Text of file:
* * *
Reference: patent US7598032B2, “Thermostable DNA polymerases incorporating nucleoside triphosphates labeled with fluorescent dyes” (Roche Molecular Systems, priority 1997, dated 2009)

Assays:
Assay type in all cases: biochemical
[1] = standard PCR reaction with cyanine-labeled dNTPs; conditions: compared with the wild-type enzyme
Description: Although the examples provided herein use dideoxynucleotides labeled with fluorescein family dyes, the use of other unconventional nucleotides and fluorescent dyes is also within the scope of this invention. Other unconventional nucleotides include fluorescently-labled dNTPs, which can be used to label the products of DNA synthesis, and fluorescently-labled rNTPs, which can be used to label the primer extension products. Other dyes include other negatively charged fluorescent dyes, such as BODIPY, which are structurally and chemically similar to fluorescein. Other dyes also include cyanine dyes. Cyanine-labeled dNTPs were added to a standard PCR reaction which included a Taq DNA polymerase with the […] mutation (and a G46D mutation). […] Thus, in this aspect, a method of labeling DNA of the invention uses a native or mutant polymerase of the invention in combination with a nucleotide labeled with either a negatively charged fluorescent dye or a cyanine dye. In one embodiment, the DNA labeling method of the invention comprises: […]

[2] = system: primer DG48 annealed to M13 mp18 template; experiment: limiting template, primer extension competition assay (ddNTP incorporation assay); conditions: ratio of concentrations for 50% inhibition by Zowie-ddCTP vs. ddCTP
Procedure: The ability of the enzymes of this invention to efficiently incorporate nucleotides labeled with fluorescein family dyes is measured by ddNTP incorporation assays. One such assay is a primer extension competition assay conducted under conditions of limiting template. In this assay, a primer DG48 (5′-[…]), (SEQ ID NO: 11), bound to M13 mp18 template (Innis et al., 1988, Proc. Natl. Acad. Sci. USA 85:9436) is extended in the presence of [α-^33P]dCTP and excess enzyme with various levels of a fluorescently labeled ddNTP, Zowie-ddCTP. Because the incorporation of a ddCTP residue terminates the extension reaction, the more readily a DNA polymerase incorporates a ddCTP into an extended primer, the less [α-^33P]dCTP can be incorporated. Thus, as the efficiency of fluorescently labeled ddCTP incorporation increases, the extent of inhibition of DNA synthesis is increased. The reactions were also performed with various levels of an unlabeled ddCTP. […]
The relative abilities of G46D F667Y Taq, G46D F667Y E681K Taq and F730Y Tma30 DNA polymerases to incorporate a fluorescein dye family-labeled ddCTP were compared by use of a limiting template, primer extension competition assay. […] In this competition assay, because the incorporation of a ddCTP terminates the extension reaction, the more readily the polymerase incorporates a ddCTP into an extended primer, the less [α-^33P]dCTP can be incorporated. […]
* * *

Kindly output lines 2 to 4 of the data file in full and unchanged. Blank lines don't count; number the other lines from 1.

Assays:
Assay type in all cases: biochemical
[1] = standard PCR reaction with cyanine-labeled dNTPs; conditions: compared with the wild-type enzyme